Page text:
You are what you eat, as the saying goes, and while good dietary choices boost your own health, they also could improve the health care system and even benefit the planet. Healthier people mean not only less disease but also reduced greenhouse gas emissions from health care.
As it turns out, some relatively small diet tweaks could add up to significant inroads in addressing climate change.
That's the finding of a new study led by UC Santa Barbara researchers, who analyzed the potential effects of healthier model diets for the United States. The results appear in the journal Climatic Change.
"To my knowledge, this is the first time anyone has done this," said study director David Cleveland, a research professor in UCSB's environmental studies program and geography department. "People have looked at what effect diets have both on climate and on health, but they've never examined the potential to mitigate climate change through the food system and the health care system together."
The food system contributes about 30 percent of total U.S. greenhouse gas emissions, with the largest proportion coming from animal-based food. In addition, the poor quality of the standard U.S. diet -- including high levels of red and processed meat and low levels of fruits and vegetables -- is a major factor in a number of preventable diseases. The U.S. spends $3 trillion on health care every year --18 percent of the gross domestic product -- much of it allocated to diseases associated with poor diets.
Cleveland and colleagues first used data from published meta-analyses that examined the effect of foods on diseases. Then, using life-cycle assessment data for the foods that changed in the healthier model diets, they analyzed the effects of the diets on greenhouse gas emissions for the food system. For the health care system, the researchers estimated the change in risk of diabetes, colorectal cancer and coronary heart disease due to the healthier diets and the subsequent effect on both health care costs and greenhouse gas emissions.
To create healthier model diets, the researchers altered the standard 2,000-calorie-a-day U.S. diet, changing the sources of about half of those calories. The different model diets progressively reduced the amount of red and processed meats, with the most stringent diet eliminating them completely. Fruit and vegetable intake was doubled, and peas and beans increased to replace the meat protein removed. Refined grains were partially replaced with whole grains. Added sugar, which Cleveland noted is a known health risk, was not reduced. Neither was dairy, eggs, fish or non-red meat.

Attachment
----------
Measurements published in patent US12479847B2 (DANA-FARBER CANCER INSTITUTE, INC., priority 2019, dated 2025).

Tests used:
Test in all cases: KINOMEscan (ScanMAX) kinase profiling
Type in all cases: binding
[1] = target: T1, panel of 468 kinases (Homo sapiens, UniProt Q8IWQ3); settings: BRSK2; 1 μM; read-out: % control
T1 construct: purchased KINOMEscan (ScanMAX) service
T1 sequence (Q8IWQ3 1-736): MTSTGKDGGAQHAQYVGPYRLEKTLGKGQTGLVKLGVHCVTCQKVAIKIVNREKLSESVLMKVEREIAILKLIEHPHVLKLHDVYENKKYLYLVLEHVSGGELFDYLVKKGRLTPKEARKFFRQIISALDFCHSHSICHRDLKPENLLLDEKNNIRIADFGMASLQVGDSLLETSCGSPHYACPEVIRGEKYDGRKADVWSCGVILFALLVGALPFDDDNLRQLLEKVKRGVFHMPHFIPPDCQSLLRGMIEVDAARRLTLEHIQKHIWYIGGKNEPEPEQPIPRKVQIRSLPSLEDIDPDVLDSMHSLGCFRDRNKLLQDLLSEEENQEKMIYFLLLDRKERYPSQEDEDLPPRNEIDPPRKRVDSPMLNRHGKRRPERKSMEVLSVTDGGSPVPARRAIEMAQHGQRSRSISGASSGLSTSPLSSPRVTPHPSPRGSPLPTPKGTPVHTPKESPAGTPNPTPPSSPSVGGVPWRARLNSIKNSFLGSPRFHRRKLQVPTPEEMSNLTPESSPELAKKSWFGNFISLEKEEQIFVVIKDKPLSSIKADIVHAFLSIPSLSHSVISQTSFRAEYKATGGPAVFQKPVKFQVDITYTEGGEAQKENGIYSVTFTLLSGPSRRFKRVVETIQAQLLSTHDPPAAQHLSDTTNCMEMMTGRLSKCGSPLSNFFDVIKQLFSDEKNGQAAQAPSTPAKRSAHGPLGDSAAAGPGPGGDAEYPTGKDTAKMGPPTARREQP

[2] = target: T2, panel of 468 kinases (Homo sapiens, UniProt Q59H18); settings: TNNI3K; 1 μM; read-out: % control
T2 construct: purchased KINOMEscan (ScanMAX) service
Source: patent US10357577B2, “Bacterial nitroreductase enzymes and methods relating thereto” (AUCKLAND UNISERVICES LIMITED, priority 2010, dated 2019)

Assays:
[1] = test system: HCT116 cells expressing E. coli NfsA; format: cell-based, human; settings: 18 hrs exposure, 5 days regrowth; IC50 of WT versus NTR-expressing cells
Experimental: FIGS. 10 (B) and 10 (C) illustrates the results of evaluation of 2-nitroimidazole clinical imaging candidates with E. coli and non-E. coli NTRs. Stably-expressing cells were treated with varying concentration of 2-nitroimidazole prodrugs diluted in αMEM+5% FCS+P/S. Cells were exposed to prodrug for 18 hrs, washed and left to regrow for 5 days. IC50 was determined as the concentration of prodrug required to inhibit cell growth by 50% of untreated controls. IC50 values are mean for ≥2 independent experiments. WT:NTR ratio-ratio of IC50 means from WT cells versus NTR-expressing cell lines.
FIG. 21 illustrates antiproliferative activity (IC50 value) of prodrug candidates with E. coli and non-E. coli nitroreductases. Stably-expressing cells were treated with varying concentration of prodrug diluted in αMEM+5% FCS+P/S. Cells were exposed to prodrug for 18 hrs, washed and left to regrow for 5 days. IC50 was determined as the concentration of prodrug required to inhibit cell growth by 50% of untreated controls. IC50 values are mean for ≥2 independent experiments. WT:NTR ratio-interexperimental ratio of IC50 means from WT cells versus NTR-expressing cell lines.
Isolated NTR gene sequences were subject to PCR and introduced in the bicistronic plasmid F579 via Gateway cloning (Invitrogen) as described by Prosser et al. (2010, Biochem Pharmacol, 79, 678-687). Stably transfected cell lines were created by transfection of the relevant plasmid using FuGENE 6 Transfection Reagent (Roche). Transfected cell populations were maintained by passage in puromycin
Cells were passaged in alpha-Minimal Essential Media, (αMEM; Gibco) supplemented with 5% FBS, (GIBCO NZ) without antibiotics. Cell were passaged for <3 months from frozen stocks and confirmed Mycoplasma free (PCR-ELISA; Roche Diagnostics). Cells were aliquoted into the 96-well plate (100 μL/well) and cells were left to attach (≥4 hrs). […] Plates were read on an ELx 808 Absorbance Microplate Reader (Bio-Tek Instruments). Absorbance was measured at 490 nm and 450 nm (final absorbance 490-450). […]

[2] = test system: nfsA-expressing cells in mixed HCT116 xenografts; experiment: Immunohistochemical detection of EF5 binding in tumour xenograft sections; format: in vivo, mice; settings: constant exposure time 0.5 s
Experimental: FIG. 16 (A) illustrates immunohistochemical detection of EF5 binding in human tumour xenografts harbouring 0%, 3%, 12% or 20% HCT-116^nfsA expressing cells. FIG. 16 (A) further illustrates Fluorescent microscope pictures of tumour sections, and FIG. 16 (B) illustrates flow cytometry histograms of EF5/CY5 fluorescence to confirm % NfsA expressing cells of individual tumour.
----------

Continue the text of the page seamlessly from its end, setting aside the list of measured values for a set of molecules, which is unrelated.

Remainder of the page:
"This means our estimates are probably very conservative, both in terms of health and climate change implications," Cleveland said. "Just changing half of the diet and including only some of the diseases associated with diets, we found a huge effect.
"Food has a tremendous impact on the environment," he added. "That means that there is enormous potential for our food choices to have positive effects on our environment as well on our health and our health care costs."
That is exactly what the scientists found. The adoption of healthier model diets reduced the relative risk of coronary heart disease, colorectal cancer and Type 2 diabetes by 20 to 40 percent. Health care costs went down by $77 billion to $93 billion annually and direct greenhouse gas emissions dropped by 222 kilograms to 826 kilograms per person per year.
"In the third diet -- which contained no red or processed meats -- there was a savings of $95 billion out of the total annual cost of $230 billion for those three diseases," Cleveland explained. "That's not huge compared to the $3 trillion total in health care costs, but it's a start. Results like these can also help motivate individual and policy changes."
In terms of climate policy, the healthier diets could contribute up to 23 percent of the U.S. Climate Action Plan goal to reduce net greenhouse gas emissions 17 percent below 2005 levels by 2020, Cleveland said. Further, the diets could generate up to 134 percent of California's goal of reaching 1990 emission levels by 2020.
According to Cleveland, the findings add weight to the conclusion of several other recent studies: Diet change must be part of successful climate change mitigation policies, and climate change mitigation must be included in policies to improve the food system.
This creates an important opportunity for the University of California, Cleveland noted. "The UC Carbon Neutrality Initiative should have a major focus on climate change mitigation via the food system," he said. "And the UC Global Food Initiative should have a major focus on the relationships among food, climate and health."
Co-authors include UCSB environmental studies lecturer Quentin Gee, graduate student Elinor Hallström of Lund University and professor Peter Scarborough of Oxford University.